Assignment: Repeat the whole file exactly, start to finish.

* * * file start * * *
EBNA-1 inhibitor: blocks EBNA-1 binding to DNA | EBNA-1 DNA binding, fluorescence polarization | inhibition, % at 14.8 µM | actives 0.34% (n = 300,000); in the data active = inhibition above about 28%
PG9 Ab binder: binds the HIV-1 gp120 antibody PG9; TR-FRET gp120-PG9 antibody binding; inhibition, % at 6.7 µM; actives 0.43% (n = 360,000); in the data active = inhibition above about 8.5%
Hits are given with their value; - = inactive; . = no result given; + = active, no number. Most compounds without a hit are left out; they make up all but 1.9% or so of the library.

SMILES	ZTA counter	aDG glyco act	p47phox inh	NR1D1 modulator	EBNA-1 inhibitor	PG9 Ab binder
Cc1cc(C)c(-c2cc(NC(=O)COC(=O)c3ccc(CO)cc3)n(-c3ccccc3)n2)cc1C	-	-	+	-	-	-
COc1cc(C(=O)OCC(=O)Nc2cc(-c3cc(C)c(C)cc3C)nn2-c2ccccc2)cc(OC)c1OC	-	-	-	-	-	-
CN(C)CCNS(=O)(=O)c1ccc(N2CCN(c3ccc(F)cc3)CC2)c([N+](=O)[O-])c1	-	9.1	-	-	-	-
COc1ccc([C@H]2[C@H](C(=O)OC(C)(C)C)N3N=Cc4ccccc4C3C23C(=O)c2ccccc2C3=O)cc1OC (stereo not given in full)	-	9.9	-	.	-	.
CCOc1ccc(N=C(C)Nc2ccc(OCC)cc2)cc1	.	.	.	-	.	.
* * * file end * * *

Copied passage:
EBNA-1 inhibitor: blocks EBNA-1 binding to DNA | EBNA-1 DNA binding, fluorescence polarization | inhibition, % at 14.8 µM | actives 0.34% (n = 300,000); in the data active = inhibition above about 28%
PG9 Ab binder: binds the HIV-1 gp120 antibody PG9; TR-FRET gp120-PG9 antibody binding; inhibition, % at 6.7 µM; actives 0.43% (n = 360,000); in the data active = inhibition above about 8.5%
Hits are given with their value; - = inactive; . = no result given; + = active, no number. Most compounds without a hit are left out; they make up all but 1.9% or so of the library.

SMILES	ZTA counter	aDG glyco act	p47phox inh	NR1D1 modulator	EBNA-1 inhibitor	PG9 Ab binder
Cc1cc(C)c(-c2cc(NC(=O)COC(=O)c3ccc(CO)cc3)n(-c3ccccc3)n2)cc1C	-	-	+	-	-	-
COc1cc(C(=O)OCC(=O)Nc2cc(-c3cc(C)c(C)cc3C)nn2-c2ccccc2)cc(OC)c1OC	-	-	-	-	-	-
CN(C)CCNS(=O)(=O)c1ccc(N2CCN(c3ccc(F)cc3)CC2)c([N+](=O)[O-])c1	-	9.1	-	-	-	-
COc1ccc([C@H]2[C@H](C(=O)OC(C)(C)C)N3N=Cc4ccccc4C3C23C(=O)c2ccccc2C3=O)cc1OC (stereo not given in full)	-	9.9	-	.	-	.
CCOc1ccc(N=C(C)Nc2ccc(OCC)cc2)cc1	.	.	.	-	.	.